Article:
Mr. Bob Ainsworth: Will the hon. Gentleman give way?

Nick Harvey: I will give way to the Minister. I predict that he will say, as he has previously, that neither we nor the Conservatives have said that we would commit more resources. I readily acknowledge that, but my point is that we know that the available resources are finite, and no party is advocating increasing them, so hard decisions must be made about prioritising and the best use of the resources.

Mr. Ainsworth: The hon. Gentleman, unsurprisingly, predicts well. However, why does he raise the issue in that way? Does he suggest that there should be some other sort of inflator for the defence budget over and above the consistent increases in the past 10 years? Would his party or any other commit itself to some other inflator that would lift the defence budget at a faster and higher rate? We are entitled to ask that if he says that the resources are not enough and something must be done.

Nick Harvey: The Minister makes an interesting suggestion. I do not have such an inflator at my fingertips, but if he believes that such a thing could be considered, it would be good for the House to debate it.

The Ministry of Defence is in financial crisis—that is widely understood and commented on. It serves to underline the mismatch between what we are trying to achieve and the available resources. I have already come under fire for my party’s belief that our operations in Iraq should be brought gradually to an end. That cannot be done overnight, but getting one of the major deployments in which we are involved off the balance
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sheet will help. We do not have the right balance between the configuration of our troops and the procurement decisions to back up those troops. I believe that the solution is another fundamental strategic defence review.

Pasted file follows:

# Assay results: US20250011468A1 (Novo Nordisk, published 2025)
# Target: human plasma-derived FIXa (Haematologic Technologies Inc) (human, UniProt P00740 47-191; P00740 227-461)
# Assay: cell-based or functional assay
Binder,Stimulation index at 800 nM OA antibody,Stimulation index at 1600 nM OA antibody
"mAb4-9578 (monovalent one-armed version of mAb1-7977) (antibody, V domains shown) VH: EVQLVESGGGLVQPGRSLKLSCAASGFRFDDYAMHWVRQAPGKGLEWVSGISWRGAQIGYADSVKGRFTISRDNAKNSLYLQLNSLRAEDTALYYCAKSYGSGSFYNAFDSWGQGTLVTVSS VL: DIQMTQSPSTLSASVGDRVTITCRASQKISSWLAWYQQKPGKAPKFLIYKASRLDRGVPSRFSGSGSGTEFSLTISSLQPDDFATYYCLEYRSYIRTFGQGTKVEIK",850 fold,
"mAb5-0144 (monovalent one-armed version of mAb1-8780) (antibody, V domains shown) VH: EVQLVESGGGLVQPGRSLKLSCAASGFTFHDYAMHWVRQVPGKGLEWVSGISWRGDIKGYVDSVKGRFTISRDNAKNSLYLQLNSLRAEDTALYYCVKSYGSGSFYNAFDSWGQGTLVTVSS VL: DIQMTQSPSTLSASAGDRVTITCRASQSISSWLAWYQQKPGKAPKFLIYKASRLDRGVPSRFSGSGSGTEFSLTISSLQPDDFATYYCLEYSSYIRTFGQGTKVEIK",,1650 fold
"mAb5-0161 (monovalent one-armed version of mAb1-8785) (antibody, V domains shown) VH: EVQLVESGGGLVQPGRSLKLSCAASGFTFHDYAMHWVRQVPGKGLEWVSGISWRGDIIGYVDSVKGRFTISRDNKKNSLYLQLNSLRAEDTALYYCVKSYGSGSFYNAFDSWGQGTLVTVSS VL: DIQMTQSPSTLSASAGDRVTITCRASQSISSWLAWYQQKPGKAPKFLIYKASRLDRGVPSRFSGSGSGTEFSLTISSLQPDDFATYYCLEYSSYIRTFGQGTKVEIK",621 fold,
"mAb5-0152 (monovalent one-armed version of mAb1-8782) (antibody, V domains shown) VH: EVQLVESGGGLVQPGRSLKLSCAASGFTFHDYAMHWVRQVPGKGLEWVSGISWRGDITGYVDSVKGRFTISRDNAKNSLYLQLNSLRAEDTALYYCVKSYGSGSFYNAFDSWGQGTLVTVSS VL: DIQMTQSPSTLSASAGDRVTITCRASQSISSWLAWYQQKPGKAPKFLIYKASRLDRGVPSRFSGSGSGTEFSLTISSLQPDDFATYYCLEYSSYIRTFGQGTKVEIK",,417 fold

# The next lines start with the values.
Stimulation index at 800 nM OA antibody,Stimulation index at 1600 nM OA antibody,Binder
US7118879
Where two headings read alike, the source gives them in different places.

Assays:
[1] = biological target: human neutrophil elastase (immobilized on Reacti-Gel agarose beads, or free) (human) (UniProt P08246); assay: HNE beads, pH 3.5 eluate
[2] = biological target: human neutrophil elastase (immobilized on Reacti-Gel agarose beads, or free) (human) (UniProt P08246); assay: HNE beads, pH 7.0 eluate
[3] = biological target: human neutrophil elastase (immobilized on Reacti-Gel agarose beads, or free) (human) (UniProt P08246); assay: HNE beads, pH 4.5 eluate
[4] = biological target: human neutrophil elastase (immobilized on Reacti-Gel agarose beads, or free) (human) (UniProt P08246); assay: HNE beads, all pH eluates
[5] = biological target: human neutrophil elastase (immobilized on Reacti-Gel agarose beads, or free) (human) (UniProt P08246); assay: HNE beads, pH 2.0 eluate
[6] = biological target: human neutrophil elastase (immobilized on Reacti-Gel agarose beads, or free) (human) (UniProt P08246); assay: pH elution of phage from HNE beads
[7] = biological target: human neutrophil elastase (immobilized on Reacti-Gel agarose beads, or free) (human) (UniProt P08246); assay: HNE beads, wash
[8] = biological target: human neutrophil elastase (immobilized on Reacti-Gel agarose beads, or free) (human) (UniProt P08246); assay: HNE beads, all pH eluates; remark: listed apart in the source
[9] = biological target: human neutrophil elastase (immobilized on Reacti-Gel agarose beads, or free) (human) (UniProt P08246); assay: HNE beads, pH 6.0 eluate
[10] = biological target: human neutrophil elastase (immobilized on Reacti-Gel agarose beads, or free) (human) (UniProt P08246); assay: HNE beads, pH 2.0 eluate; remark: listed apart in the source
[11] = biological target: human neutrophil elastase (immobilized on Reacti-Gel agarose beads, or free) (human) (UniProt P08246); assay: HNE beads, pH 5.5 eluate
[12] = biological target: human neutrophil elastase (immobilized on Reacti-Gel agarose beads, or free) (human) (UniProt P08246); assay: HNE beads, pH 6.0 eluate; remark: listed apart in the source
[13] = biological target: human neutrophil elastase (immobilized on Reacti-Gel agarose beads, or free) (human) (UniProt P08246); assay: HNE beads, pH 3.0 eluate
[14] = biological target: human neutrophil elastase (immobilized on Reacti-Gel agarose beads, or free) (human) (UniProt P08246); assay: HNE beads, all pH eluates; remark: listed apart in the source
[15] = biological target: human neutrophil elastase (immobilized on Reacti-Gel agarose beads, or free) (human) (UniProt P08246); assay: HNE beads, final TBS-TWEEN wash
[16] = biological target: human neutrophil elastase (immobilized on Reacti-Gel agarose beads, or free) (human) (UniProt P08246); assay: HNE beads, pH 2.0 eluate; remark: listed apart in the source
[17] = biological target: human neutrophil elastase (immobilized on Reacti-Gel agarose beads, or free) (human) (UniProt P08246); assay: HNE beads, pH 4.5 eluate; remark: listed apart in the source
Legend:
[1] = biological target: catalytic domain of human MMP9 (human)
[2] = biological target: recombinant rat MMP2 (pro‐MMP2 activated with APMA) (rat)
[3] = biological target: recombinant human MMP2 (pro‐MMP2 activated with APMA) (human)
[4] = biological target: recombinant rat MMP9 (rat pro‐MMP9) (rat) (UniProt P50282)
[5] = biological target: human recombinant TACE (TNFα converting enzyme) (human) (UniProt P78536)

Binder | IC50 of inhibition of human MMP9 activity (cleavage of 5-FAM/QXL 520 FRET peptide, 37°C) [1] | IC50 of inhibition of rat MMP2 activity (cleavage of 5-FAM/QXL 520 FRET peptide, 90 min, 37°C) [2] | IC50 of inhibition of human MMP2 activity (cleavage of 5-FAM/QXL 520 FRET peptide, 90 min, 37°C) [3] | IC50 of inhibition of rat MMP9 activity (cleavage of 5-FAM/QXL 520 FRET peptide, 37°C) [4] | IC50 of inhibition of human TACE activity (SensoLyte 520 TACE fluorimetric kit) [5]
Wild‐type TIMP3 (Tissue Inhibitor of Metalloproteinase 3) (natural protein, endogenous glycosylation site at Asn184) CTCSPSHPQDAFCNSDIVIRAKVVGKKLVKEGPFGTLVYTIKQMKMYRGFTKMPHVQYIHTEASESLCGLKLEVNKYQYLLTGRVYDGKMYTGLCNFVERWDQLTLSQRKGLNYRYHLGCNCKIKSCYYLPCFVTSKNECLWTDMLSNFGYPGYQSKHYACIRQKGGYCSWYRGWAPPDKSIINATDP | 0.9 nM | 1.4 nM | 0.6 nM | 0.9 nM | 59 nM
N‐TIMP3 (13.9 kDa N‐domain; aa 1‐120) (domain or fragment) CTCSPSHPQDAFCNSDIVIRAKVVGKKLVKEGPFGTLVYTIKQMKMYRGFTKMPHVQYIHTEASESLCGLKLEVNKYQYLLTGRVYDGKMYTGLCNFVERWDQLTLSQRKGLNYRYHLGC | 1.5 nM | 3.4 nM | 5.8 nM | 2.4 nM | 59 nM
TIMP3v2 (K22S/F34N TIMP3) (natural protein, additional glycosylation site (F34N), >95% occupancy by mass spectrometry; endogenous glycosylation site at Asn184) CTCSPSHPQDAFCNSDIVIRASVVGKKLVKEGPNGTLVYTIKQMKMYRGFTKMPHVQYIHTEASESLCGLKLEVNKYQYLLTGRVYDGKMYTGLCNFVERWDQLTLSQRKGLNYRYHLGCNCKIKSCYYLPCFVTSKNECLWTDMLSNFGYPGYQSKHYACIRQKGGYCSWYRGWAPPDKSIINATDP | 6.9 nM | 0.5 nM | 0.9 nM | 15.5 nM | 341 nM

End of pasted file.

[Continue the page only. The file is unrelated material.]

If the country, under any political scenario that we can envisage, will not have more resources to commit to defence than we currently have, we must make decisions that get us back into balance. It is not my imagination, that of the Tories or that of the media that the armed forces are overstretched or that the Ministry of Defence is in financial crisis. Anybody who is alert to what is going on can see that both assertions are true. There is therefore a need for a fundamental review and some tough decisions.

The Minister asked whether there was some other inflator. Defence expenditure was 2.4 per cent. of GDP in the last financial year. It has been on a steady downward trend from a high in 1984-85, when the figure was 5.2 per cent. Real-terms increases can be expressed in simple cash terms but, as a proportion of GDP, and in terms of the spending power of the money in the defence budget, expenditure has clearly decreased.

We are waiting for some big procurement decisions. Indeed, the hon. Member for Chorley had an incredible shopping list of items that he awaits with great optimism. If he had written such a list to Santa as a child, he would have been horribly disappointed. However, we are waiting for some crucial decisions. I do not envy Ministers the agonies that they have undergone in recent months when considering what to do, but we fear that more and more projects will be pushed to one side and that there will be salami chopping to make the finances balance. That is not a strategic or sensible way in which to run our nation’s defence.

Mr. Hoyle: Which part of the shopping list would the hon. Gentleman prioritise and which part does he not support?

Bob Russell: Icebreakers.

Nick Harvey: It is fair to say that icebreakers would not be at the top of our shopping list.

We are all keen that the big items should go ahead, but we await some of the decisions with concern. The Navy is understandably keen to receive the go-ahead for aircraft carriers, while the Army is concerned about FRES and will have drawn some encouragement from today’s announcement. There have been press reports that the future Lynx project might be axed. I desperately hope that it will not be, because if by chance that happened, the defence industrial strategy would be more or less dead. Finmeccanica and others around the world would draw the lesson that the strategy was dead and that the MOD was not a partner that anybody would want to link up with.

The Government undoubtedly have some difficult decisions to make. We await the announcements with interest and concern. I hope that we can improve our procurement processes, which have not necessarily been admirable over the decades. For the procurements in question, fundamentally changing how things are done is not feasible at this stage.